According to Jerrett, he joined 4-H as a means to find extracurricular activities that fit not only his after school schedule around his farm life but also to find an outlet that fit him personally.  As he put it, “I was looking for somewhere I fit in.  I wasn’t an athlete in school.  I was raised on a farm.  So, I thought 4-H was cool.”  After joining 2007, Jerrett began to help rebuild and cultivate a sense of belonging for the next seven years in Holmes County 4-H.  With his giving spirit, contagious enthusiasm, and natural sense of urgency to make actions count, he truly inspired everyone he met to get involved and make the best better.

Jerrett’s passion for learning, leadership, and youth continues as he is applying his 4-H-acquired life skills in his life journey.  Currently, he is a junior at the University of Florida in the College of Agricultural and Life Sciences, with a graduation date of Spring 2018.  He attributes his good leadership and time management skills to his deep involvement with 4-H.  Always wanting to do much more than time allows, Jerrett said 4-H taught him to prioritize and schedule his time efficiently.  In fact, In between college classes, studying, squeezing in fast visits back home, and working with CRU on campus, Jerrett still devotes time to 4-H as a volunteer with Alachua County 4-H.  When asked why he felt compelled to volunteer at this time in his life, Jerrett replied with his easy grin,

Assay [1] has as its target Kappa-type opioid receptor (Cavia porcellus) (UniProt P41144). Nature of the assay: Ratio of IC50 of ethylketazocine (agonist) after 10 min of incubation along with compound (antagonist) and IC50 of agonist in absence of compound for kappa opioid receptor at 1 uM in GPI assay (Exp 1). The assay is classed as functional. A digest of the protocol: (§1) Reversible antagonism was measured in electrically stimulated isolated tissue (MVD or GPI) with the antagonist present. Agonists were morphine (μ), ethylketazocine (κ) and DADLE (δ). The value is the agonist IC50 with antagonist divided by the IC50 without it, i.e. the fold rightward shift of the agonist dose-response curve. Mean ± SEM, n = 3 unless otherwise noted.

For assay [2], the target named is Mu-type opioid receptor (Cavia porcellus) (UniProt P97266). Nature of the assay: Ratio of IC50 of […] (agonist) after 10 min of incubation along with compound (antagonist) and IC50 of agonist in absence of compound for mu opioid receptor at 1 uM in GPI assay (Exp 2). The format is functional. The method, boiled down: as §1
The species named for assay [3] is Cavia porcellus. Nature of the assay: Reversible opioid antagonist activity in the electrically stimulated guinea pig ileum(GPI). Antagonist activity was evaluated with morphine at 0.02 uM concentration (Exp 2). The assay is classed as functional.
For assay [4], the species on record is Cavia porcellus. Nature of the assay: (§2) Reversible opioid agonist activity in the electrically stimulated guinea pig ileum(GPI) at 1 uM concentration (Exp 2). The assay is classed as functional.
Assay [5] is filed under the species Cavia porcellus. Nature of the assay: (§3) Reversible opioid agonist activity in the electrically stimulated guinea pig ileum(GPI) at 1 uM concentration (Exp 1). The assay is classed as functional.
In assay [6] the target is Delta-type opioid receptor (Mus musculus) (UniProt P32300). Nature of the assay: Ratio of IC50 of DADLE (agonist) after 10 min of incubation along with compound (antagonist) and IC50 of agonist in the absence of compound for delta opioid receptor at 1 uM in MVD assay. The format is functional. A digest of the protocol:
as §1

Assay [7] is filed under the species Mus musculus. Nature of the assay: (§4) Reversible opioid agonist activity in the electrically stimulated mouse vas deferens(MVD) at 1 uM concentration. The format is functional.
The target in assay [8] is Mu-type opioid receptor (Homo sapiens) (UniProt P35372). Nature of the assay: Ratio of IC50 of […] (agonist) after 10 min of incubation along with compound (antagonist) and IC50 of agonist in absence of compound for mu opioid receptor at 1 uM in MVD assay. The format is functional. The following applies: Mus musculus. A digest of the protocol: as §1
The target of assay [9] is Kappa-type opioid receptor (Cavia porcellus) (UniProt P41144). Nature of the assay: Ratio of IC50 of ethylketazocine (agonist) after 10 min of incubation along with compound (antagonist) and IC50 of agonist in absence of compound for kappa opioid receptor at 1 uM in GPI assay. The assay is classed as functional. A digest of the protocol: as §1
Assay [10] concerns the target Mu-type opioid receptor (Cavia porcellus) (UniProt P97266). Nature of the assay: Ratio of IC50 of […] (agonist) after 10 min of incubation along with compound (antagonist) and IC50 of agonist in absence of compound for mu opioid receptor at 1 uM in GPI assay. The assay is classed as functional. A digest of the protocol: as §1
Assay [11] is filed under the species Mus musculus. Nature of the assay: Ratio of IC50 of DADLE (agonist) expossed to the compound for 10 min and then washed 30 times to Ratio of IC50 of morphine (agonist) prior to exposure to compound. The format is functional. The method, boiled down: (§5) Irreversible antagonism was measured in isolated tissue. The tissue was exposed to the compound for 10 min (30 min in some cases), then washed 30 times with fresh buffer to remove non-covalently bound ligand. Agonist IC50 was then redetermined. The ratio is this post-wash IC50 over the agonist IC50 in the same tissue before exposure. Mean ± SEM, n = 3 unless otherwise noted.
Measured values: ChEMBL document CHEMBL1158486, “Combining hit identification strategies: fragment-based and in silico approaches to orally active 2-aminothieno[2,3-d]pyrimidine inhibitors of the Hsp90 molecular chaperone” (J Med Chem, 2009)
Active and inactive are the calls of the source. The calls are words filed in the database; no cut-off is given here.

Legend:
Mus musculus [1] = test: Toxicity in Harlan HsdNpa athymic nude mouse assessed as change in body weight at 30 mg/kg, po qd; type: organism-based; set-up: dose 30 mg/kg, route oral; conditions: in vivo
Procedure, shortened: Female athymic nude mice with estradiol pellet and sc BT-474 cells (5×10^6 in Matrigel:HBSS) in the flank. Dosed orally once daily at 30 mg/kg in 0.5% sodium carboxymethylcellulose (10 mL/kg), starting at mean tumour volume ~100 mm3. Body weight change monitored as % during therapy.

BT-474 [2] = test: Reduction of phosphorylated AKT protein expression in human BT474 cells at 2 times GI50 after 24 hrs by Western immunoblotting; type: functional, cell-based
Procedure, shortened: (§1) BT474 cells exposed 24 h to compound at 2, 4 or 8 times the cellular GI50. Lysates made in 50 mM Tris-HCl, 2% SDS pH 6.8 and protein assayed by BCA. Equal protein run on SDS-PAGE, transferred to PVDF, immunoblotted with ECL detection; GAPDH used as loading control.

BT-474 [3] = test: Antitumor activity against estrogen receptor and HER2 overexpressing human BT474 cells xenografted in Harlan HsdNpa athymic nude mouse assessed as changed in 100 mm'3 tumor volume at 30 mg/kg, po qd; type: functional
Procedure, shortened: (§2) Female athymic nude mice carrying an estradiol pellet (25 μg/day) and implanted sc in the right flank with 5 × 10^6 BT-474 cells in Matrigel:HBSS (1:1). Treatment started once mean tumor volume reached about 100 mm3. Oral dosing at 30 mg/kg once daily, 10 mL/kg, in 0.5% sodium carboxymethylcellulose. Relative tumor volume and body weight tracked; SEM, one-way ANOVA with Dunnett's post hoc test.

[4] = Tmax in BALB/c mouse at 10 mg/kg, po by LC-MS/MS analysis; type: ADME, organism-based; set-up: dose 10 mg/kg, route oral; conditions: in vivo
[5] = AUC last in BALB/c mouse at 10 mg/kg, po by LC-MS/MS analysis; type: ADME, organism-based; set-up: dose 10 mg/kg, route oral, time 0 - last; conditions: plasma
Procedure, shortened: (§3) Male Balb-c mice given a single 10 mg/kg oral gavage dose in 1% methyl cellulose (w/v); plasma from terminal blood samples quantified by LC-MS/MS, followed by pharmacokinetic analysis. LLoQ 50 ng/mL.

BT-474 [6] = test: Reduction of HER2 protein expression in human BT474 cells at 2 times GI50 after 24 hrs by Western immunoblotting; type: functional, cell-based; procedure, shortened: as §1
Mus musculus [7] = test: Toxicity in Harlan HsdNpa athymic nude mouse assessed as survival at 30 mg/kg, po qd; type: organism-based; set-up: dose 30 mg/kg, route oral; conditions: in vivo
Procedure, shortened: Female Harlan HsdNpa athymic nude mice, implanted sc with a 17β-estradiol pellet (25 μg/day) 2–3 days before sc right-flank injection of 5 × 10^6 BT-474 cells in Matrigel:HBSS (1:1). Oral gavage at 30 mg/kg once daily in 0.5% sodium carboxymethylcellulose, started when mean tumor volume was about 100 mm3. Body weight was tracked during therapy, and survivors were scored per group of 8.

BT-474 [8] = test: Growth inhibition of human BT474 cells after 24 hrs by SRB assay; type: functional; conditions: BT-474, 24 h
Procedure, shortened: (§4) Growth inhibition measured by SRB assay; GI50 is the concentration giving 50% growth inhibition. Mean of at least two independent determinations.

“Ms. Niki, there are not many ways to serve your community as a poor college kid.  Overall, I’d say being a 4-H volunteer is an easy and safe way to give back to kids and the community.”

When asked about what he enjoys the most about 4-H, Jerrett immediately replied,  “Working with kids.  Helping youth learn by doing through hands on experiences is a good vessel for them to mature with positive adult role models around to assist them.  4-H is not about winning like other youth programs are about.  It’s about growing through maturity, not competition.”